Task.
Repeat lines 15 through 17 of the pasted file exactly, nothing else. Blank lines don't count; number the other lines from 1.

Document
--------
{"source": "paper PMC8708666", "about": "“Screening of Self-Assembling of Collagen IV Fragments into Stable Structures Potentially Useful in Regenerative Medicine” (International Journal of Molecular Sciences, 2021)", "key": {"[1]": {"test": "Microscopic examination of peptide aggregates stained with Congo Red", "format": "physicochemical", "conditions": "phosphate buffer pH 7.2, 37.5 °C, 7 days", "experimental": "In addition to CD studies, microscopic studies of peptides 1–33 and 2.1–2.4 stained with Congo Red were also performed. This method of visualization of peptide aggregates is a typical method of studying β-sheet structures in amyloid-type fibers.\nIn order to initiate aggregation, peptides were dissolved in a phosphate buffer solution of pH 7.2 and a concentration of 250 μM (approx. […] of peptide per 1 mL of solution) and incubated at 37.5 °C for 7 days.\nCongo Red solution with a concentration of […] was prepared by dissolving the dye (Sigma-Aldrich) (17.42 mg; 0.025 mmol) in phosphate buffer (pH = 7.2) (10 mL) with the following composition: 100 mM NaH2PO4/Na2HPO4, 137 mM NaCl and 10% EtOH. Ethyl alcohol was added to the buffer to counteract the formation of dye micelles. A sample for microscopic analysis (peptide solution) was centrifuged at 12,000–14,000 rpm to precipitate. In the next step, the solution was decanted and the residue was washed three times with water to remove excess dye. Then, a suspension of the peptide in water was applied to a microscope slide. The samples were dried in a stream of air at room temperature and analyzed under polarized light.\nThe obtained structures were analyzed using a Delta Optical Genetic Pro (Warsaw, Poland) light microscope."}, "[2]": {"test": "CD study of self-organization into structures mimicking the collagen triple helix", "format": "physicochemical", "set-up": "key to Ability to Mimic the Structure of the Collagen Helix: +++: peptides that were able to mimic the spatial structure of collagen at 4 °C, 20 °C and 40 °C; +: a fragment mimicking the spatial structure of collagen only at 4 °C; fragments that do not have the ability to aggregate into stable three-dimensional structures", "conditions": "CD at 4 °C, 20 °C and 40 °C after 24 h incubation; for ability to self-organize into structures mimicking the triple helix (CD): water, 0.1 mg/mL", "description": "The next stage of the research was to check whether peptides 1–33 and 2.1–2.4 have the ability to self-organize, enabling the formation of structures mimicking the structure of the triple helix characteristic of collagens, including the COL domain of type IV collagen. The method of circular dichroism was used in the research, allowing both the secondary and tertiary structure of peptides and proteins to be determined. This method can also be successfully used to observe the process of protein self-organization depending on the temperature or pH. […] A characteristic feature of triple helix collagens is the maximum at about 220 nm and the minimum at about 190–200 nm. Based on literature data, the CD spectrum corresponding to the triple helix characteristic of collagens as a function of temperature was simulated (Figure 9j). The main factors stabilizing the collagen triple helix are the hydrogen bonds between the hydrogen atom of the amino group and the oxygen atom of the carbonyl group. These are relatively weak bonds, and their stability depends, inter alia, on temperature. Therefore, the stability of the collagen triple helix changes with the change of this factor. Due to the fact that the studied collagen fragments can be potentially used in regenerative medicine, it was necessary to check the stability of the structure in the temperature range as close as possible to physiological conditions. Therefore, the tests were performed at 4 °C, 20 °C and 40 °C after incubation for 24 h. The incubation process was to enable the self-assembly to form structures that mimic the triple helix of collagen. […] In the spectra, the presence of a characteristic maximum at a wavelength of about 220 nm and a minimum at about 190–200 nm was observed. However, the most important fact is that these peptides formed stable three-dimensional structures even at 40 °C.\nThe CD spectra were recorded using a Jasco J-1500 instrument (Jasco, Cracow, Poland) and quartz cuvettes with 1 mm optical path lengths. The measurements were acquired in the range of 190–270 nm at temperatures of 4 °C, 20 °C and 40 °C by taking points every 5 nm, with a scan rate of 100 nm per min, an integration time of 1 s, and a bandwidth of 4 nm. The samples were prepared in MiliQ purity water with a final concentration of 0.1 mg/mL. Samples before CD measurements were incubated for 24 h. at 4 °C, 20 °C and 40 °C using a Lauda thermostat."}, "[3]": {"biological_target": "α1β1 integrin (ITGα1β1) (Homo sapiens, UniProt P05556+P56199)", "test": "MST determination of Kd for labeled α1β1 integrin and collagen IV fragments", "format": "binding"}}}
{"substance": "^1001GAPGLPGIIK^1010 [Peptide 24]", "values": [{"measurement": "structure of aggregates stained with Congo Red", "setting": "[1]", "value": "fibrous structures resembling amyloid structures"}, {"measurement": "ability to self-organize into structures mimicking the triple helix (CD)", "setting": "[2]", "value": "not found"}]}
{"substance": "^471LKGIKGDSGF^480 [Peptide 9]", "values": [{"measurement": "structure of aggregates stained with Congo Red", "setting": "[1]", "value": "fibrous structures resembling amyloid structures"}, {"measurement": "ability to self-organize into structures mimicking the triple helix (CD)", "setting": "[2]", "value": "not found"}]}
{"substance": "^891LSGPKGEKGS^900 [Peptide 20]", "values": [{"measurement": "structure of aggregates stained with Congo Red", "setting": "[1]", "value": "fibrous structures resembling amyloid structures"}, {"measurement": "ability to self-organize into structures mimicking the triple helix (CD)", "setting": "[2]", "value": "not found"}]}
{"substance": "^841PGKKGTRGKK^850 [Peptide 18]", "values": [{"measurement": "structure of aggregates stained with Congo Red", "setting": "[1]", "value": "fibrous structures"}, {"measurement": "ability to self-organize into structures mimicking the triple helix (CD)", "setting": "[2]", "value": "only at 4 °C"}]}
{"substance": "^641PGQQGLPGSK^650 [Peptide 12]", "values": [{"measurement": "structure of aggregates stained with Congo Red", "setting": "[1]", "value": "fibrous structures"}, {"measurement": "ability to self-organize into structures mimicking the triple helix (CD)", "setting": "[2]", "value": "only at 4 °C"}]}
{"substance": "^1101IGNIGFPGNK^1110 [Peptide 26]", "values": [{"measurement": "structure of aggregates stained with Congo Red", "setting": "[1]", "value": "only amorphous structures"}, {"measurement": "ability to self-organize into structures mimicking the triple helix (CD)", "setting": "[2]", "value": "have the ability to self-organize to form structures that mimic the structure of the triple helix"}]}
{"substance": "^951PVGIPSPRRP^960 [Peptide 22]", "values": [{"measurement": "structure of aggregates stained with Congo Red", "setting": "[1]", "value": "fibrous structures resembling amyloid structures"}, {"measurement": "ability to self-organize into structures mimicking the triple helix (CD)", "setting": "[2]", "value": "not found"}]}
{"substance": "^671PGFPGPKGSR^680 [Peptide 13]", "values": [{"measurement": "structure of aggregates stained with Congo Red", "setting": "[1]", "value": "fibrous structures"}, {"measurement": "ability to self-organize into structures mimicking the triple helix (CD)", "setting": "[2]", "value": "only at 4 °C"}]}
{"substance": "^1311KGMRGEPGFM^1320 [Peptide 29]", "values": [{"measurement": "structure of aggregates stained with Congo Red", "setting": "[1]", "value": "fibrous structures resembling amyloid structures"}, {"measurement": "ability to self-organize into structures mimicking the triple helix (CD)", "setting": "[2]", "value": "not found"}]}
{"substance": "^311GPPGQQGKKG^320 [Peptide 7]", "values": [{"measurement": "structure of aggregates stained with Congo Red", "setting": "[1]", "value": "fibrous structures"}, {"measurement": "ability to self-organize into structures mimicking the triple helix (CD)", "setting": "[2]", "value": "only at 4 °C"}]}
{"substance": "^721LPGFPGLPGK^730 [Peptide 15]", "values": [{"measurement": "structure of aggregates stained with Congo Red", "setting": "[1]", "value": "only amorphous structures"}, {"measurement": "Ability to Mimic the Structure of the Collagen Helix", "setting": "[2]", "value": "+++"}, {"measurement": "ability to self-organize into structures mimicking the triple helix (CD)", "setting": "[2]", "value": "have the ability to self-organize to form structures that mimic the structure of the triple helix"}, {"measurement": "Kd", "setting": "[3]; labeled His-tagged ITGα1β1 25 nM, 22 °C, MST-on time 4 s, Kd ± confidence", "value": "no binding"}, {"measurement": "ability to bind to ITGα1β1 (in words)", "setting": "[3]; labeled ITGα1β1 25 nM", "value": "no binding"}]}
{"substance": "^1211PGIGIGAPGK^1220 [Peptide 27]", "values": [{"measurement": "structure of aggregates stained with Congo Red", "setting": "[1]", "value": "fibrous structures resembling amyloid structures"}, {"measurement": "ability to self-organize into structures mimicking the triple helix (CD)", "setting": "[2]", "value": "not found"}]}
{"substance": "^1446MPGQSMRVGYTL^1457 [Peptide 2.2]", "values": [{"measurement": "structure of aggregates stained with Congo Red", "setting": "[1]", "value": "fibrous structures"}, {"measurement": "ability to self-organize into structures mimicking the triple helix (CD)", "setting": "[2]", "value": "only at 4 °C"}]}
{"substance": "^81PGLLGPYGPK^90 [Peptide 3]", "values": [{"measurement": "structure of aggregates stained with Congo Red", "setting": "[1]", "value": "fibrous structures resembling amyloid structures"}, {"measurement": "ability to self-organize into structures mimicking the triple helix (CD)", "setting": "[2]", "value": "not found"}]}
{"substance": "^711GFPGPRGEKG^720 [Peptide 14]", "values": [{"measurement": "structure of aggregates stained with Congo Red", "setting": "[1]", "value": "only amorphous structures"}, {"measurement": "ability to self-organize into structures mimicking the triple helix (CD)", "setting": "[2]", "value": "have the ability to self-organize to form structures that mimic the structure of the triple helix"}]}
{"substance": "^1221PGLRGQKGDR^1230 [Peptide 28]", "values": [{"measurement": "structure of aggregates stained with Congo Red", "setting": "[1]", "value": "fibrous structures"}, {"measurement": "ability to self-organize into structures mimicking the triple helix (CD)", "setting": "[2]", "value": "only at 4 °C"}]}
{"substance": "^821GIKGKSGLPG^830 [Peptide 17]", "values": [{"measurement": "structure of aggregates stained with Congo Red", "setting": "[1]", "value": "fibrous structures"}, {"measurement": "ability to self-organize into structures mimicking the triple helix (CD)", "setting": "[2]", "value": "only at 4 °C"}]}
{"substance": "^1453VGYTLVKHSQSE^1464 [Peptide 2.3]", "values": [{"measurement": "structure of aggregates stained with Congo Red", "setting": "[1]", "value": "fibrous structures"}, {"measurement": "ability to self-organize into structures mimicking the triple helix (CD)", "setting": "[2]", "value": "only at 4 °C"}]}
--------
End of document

{"substance": "^81PGLLGPYGPK^90 [Peptide 3]", "values": [{"measurement": "structure of aggregates stained with Congo Red", "setting": "[1]", "value": "fibrous structures resembling amyloid structures"}, {"measurement": "ability to self-organize into structures mimicking the triple helix (CD)", "setting": "[2]", "value": "not found"}]}
{"substance": "^711GFPGPRGEKG^720 [Peptide 14]", "values": [{"measurement": "structure of aggregates stained with Congo Red", "setting": "[1]", "value": "only amorphous structures"}, {"measurement": "ability to self-organize into structures mimicking the triple helix (CD)", "setting": "[2]", "value": "have the ability to self-organize to form structures that mimic the structure of the triple helix"}]}
{"substance": "^1221PGLRGQKGDR^1230 [Peptide 28]", "values": [{"measurement": "structure of aggregates stained with Congo Red", "setting": "[1]", "value": "fibrous structures"}, {"measurement": "ability to self-organize into structures mimicking the triple helix (CD)", "setting": "[2]", "value": "only at 4 °C"}]}